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Cop City Protestor's Family Files Lawsuit Against Police in Search of Answers

Manuel Terán memorial
Cheney Orr/AFP/Getty Images

"My heart is destroyed," Belkis Terán, the mother of the activist, said at Monday's news conference, adding she is trying to continue her child's legacy. "I'm asking for answers to my child's homicide."

(CNN) — The family of an environmental activist killed while protesting a planned law enforcement training facility in Atlanta earlier this year has filed a lawsuit against the city, seeking the release of records to aid in their search for answers about what led to the fatal shooting.

"We're here because Manuel Paez Terán's family wants answers," Jeff Filipovits, an attorney for the family, told reporters in a news conference Monday. "And we are not getting any answers."

The Georgia Bureau of Investigation, which is investigating the shooting, has said officers shot Terán after the activist shot and seriously wounded a state trooper on January 18, 2023, as law enforcement worked to clear protesters from the forested site of the proposed facility, dubbed "Cop City" by opponents who fear it will further militarize police and harm the environment.

Activists have disputed the GBI's claim, and the family's attorneys say an autopsy commissioned by the family and released Monday indicates the activist was seated and had their hands raised when they sustained at least some of the wounds.

But that autopsy — which notes Terán was shot about a dozen times by ammunition used in handguns and shotguns and could neither prove nor disprove the allegation the activist was armed — "is not enough for us to work backward from it to figure out what happened," Filipovits said Monday.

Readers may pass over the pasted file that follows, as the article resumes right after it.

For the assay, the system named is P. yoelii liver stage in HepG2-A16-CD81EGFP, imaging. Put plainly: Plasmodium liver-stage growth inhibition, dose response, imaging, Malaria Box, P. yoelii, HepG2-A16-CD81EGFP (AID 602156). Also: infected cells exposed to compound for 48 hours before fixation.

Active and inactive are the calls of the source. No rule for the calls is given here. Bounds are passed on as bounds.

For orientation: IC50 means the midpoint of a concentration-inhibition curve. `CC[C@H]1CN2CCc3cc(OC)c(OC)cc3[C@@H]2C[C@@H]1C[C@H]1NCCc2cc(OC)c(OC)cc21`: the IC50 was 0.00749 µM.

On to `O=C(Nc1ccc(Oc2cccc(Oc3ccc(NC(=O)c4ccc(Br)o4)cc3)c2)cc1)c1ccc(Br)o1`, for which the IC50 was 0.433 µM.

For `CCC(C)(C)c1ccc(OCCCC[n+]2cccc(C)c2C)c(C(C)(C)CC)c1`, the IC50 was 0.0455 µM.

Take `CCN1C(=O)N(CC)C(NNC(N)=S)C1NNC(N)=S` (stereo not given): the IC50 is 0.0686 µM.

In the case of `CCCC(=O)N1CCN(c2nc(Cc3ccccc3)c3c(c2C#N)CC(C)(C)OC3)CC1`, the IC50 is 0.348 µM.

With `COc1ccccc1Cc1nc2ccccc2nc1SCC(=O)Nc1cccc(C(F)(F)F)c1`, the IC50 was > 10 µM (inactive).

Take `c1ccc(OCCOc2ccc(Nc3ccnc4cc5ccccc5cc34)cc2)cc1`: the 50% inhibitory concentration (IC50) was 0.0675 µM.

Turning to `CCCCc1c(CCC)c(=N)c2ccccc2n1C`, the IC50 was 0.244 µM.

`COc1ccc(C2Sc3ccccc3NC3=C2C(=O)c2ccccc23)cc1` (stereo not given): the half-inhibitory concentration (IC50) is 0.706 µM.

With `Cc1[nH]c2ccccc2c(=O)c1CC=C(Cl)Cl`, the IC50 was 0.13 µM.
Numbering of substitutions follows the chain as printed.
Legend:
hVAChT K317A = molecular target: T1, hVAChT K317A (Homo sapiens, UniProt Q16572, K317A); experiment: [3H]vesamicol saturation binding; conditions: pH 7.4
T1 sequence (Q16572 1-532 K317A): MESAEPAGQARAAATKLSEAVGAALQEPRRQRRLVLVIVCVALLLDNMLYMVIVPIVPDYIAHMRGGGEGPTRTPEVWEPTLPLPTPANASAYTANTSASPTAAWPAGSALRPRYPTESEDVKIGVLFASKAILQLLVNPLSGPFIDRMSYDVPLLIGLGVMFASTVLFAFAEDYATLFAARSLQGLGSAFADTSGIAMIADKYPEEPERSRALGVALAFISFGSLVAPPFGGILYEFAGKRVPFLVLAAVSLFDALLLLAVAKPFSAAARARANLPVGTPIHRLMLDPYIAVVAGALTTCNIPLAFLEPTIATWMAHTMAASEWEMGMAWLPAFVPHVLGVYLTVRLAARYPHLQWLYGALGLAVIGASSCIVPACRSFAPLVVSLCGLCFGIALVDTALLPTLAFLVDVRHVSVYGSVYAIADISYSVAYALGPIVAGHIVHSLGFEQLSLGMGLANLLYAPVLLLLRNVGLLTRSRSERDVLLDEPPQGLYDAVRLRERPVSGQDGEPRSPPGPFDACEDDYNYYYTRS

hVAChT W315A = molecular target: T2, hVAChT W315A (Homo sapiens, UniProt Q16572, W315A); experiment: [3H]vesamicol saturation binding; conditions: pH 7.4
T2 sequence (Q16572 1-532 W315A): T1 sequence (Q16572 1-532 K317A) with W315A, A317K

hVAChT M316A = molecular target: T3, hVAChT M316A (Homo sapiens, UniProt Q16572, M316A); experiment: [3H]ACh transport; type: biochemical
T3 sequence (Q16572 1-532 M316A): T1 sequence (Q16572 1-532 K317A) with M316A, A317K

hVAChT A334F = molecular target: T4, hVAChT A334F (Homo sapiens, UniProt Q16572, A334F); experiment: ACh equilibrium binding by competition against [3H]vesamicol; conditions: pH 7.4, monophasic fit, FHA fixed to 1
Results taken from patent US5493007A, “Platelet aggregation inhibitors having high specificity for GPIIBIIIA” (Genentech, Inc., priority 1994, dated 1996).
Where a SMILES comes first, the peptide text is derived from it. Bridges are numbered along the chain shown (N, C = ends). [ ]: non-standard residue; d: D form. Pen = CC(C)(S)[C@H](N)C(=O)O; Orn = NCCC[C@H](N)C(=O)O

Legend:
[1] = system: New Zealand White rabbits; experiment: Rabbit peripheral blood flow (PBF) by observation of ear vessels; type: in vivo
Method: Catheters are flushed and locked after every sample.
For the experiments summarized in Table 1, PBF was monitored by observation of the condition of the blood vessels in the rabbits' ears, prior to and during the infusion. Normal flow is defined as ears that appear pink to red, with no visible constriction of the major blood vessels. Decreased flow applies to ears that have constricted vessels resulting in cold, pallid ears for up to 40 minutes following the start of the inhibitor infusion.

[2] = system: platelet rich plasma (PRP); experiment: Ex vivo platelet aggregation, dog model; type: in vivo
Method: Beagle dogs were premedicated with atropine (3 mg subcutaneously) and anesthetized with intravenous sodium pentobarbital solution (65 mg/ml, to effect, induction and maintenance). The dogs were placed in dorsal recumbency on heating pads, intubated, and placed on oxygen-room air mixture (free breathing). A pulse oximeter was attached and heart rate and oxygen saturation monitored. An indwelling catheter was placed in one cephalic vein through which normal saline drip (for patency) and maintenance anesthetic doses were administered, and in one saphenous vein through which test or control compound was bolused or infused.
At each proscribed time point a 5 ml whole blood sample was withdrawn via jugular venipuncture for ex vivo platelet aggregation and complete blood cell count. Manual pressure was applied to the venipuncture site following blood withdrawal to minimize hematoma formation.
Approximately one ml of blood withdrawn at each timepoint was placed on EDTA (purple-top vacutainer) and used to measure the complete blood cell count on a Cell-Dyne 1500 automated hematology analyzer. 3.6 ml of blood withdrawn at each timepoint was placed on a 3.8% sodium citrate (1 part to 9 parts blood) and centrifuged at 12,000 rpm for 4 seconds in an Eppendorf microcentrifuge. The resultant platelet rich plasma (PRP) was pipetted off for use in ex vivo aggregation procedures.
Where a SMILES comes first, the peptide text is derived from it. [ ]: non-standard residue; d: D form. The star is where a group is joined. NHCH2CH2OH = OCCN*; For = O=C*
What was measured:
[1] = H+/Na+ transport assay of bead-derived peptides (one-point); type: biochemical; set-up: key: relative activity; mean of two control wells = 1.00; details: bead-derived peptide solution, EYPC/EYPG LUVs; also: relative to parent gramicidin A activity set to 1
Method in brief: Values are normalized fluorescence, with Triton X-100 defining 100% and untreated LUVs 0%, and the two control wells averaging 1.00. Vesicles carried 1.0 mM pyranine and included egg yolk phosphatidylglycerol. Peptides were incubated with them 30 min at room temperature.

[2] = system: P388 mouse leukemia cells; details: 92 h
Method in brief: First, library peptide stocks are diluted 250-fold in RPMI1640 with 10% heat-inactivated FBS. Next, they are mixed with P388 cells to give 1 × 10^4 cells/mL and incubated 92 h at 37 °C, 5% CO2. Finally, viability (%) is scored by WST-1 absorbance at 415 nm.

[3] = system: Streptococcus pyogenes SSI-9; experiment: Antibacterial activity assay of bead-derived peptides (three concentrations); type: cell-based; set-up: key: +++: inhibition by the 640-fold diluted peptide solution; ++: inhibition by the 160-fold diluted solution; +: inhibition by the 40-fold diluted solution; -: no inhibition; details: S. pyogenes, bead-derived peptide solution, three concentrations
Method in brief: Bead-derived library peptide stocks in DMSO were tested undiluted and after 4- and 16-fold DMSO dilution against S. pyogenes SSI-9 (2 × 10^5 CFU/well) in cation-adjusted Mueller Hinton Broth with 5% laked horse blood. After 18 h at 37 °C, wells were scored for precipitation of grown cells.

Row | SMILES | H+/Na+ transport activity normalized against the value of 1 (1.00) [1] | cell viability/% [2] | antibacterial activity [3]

The lawsuit aims to have a Georgia court order the city of Atlanta to turn over police department records the family's attorneys previously requested, including any images and video or audio recordings related to authorities' operation on January 18. But those requests have been stymied by what the attorneys and their lawsuit allege is a "coordinated effort" by the state to "prevent public records from being released to Manuel's family and the public at large."

"My heart is destroyed," Belkis Terán, the mother of the activist, said at Monday's news conference, adding she is trying to continue her child's legacy but still lacks the answers she needs. "I want answers for my child's homicide. I'm asking for answers to my child's homicide."

A spokesperson for the city of Atlanta declined to comment Monday, citing the pending litigation. Reached for comment Monday, the GBI referred CNN to earlier statements. In a news release last week, the agency said its actions were aimed at preventing the "inappropriate release of evidence" to "ensure the facts of the incident are not tainted." The GBI "continues to work diligently to protect the integrity of the investigation and will turn our findings over to an appointed prosecutor for review and action." The investigation so far, it added, "still supports our initial assessment."

The city initially responded to a January request for information from attorneys by saying the Atlanta Police Department had identified relevant records that would be released on a "rolling basis," according to Wingo Smith, another attorney representing the family, and the lawsuit. On February 8, the family's attorneys had received 14 videos from body-worn cameras that were also released to reporters, the lawsuit says.